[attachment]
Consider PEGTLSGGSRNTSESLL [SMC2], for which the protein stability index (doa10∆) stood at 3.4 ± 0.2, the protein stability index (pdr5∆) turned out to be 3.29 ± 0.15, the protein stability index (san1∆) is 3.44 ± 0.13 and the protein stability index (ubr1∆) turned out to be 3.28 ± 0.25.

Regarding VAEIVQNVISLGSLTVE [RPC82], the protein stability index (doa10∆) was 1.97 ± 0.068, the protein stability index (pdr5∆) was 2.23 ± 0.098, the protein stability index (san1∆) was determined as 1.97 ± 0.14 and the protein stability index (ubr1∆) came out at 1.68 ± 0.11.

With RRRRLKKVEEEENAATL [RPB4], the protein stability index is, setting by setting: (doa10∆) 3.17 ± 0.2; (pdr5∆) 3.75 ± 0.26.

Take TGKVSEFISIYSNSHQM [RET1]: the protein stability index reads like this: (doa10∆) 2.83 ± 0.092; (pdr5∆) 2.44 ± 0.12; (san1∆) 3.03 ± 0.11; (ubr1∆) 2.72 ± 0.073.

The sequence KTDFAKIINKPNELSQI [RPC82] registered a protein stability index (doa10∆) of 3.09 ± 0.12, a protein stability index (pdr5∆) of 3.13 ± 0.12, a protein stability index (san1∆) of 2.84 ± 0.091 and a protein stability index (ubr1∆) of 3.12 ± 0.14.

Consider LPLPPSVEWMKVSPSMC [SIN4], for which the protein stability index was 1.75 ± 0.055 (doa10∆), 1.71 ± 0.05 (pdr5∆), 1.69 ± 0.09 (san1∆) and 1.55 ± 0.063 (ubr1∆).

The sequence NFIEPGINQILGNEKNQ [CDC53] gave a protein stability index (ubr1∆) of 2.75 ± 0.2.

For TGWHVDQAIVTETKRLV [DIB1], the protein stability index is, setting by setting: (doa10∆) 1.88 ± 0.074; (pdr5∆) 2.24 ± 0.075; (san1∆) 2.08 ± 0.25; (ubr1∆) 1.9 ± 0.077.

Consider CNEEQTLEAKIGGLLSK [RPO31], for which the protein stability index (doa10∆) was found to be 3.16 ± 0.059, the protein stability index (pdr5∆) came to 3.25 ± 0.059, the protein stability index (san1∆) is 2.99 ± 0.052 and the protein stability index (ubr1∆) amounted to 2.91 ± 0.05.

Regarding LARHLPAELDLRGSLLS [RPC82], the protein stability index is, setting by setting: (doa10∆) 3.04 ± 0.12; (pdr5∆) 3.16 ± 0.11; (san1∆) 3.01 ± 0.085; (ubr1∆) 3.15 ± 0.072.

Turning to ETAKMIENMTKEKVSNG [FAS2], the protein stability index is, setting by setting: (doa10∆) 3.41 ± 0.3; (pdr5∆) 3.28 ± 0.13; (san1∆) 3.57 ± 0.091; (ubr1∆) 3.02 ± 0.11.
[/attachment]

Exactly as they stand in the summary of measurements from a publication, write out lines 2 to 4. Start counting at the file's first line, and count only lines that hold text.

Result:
Regarding VAEIVQNVISLGSLTVE [RPC82], the protein stability index (doa10∆) was 1.97 ± 0.068, the protein stability index (pdr5∆) was 2.23 ± 0.098, the protein stability index (san1∆) was determined as 1.97 ± 0.14 and the protein stability index (ubr1∆) came out at 1.68 ± 0.11.

With RRRRLKKVEEEENAATL [RPB4], the protein stability index is, setting by setting: (doa10∆) 3.17 ± 0.2; (pdr5∆) 3.75 ± 0.26.

Take TGKVSEFISIYSNSHQM [RET1]: the protein stability index reads like this: (doa10∆) 2.83 ± 0.092; (pdr5∆) 2.44 ± 0.12; (san1∆) 3.03 ± 0.11; (ubr1∆) 2.72 ± 0.073.